The first thing we make clear is that you don’t need a token to build a community, and introducing a token won’t make a stale community vibrant. Tokens are used for governance, shared ownership, and rewarding contributions. If there’s nothing valuable to govern or nobody wanting to contribute to the mission, tokens aren’t going to help.
Many of our speakers have also recommended using NFTs as membership as a stepping stone to launching a fungible token. If you don’t immediately need to reward contributions, or have the need for flexible governance, this can be a great way to introduce ownership (and raise money) without having to jump into a token model.
But all of this being said, as Cooper explained there’s “never a right time to launch a token because you have no idea what you’re going to need until you actually do it”. So we always tell teams to just go. Jess frequently reminds everyone that as long as you operate with transparency and earn credibility from your community, you’ll have the freedom to make adjustments to your token mechanics as your community and needs evolve.
Once you are ready to launch a token and planning a crowdfund or airdrop it’s important to take a step back and remember why you’re doing this. Alex told everyone to “get your token in the hands of people who are value aligned with what your building, aren’t price speculative at all, and will ride or die with the community”.
Maturing Your DAO
We have a few projects that have already launched tokens and have communities really leaning in to contribute, so we’ve been exposing them to a lot of advice about maturing their DAOs. This includes topics like treasury diversification, legal, hiring for consistent roles, generating on-chain revenue, collaborating with other DAOs, etc.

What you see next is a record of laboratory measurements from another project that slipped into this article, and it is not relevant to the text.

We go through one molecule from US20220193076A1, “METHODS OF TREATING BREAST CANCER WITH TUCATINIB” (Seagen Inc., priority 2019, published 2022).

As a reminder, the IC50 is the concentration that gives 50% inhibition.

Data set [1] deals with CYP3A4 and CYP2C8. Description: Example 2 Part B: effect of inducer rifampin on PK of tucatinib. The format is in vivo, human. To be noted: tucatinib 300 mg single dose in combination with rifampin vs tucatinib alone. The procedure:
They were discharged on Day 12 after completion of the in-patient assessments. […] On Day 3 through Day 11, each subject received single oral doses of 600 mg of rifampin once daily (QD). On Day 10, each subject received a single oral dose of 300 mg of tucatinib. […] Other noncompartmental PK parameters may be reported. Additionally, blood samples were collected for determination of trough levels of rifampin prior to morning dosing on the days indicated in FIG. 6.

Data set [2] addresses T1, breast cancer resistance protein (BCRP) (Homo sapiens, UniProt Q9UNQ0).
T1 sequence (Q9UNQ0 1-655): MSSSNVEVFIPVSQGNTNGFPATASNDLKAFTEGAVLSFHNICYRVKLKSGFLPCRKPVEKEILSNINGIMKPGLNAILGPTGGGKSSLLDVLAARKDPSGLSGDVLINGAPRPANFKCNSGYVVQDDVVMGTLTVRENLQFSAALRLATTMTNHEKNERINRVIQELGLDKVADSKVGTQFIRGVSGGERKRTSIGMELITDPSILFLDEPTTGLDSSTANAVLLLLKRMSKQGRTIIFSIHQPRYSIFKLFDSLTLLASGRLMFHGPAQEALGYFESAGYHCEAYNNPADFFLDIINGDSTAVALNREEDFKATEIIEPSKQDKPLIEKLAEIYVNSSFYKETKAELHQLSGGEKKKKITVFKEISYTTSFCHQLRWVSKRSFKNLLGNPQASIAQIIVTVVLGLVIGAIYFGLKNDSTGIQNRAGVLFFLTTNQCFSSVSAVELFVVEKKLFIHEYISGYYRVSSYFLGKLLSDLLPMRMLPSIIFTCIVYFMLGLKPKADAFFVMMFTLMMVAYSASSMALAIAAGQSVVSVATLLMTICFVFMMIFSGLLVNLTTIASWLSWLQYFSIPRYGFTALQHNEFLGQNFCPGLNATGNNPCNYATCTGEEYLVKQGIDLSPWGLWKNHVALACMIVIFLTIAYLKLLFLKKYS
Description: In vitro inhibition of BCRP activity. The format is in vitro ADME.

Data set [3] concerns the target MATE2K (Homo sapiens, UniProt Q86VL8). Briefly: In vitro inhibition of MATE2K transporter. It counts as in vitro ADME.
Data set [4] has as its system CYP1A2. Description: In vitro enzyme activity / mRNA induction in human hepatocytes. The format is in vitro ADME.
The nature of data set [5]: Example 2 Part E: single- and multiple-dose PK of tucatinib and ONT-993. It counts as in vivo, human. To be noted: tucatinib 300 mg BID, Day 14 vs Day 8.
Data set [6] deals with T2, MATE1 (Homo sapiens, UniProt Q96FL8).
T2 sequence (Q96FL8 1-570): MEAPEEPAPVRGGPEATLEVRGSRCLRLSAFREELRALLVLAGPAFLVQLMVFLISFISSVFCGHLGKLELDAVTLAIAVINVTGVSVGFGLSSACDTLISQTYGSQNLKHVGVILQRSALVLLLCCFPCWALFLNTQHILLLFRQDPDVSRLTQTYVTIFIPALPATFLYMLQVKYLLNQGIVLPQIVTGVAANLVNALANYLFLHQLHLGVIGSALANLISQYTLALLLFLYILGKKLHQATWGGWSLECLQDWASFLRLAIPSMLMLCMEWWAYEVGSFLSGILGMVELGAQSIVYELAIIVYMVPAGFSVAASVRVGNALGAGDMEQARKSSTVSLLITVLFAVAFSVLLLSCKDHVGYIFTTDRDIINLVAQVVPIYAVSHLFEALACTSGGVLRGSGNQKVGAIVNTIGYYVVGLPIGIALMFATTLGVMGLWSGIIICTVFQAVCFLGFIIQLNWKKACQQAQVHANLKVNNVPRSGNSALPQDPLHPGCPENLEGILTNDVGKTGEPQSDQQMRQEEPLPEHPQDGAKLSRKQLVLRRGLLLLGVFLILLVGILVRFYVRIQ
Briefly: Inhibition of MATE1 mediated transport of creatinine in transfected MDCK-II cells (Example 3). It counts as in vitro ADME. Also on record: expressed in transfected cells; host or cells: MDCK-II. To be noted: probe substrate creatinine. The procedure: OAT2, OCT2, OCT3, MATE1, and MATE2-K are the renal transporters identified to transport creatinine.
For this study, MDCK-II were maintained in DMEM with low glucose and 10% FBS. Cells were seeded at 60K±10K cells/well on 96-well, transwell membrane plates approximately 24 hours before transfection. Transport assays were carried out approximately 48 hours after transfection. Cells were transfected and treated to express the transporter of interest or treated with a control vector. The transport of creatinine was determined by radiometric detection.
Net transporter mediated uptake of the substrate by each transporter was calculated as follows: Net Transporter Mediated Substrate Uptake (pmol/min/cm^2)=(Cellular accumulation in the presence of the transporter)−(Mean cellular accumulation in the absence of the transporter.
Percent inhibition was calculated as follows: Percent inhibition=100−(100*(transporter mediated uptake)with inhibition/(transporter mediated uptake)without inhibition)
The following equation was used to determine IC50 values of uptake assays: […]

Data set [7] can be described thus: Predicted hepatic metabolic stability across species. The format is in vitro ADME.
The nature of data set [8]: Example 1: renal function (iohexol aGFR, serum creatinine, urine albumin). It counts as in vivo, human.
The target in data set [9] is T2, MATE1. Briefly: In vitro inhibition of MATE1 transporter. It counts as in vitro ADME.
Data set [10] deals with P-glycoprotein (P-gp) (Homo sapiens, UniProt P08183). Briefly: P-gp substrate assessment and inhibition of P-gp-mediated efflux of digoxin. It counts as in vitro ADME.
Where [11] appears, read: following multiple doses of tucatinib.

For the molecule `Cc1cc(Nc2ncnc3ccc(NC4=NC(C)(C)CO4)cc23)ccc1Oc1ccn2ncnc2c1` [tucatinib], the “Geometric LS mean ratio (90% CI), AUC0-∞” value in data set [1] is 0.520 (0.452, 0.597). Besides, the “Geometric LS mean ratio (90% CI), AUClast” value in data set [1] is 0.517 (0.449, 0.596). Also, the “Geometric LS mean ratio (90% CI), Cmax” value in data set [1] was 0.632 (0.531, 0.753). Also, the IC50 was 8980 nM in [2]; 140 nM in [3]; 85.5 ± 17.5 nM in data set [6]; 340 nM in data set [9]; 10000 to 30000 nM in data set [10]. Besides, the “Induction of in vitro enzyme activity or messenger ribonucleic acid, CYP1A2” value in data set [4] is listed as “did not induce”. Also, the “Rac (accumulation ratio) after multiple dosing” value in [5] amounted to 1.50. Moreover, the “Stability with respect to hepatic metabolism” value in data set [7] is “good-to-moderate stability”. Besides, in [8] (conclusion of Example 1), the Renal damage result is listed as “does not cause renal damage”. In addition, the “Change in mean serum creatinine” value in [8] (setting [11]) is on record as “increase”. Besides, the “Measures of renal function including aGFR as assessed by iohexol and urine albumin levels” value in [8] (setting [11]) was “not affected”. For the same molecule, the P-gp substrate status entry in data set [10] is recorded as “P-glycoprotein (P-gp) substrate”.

Discussing these is beyond the scope of this article, but here are some treats for you to chew on.
“Over-incentivize early contributions and make those people feel wanted and loved and let them really lean into the roles. The more they get to define the roles themselves the better.” - Cooper
“As the leader of your DAO your fingerprints should be all over the project as well. If you’re too much of a researcher you’ll get stuck in this middle ground where you can’t make the decisions.” - Alex
“When it became clear [that FWB was going to work] we took a few steps backwards to build the foundation and make sure it was built correctly. We wanted to weather proof it for a crypto winter because things change a lot when price go down.” - Trevor
While all of this general advice can be helpful to give you the confidence to move, it’s the movement that will provide you with the answers. So much of the real progress is made in our office hours or intimate coaching sessions where we work directly with teams to clarify their next steps and then push them to take them. So if there’s one thing we want to leave you with, it’s to “just fucking go”. Or maybe it should be “join SC04”.
It’s only been 3 weeks but we’ve been blown away by what these projects have been able to accomplish so far. Here’s a selection of some big milestones from the SC03 crew.
Completed Season 1 where they hosted 3 cohorts of creator residencies at their first village node in the Texas Hill Country
Dropped her first NFT project, ACAB, and proceeds went to charities supporting victims of domestic violence
Performed at the Texas Women’s March and raised over $10,000 for the Texas Equal Access Fund
Lots of building: new sites, new aesthetics, new organizational frameworks, new infractures
Two emojis from the collection were added to the official unicode emoji list and will be available broadly next year
🔥 Alpha 🔥
For the first time ever we’re going to host a Demo Day at the end of the cohort. This is your chance to see the most exciting up and coming web3 projects before anyone else. Details are being finalized but it will be held on Nov 12. Sign up here to reserve your spot and stay updated.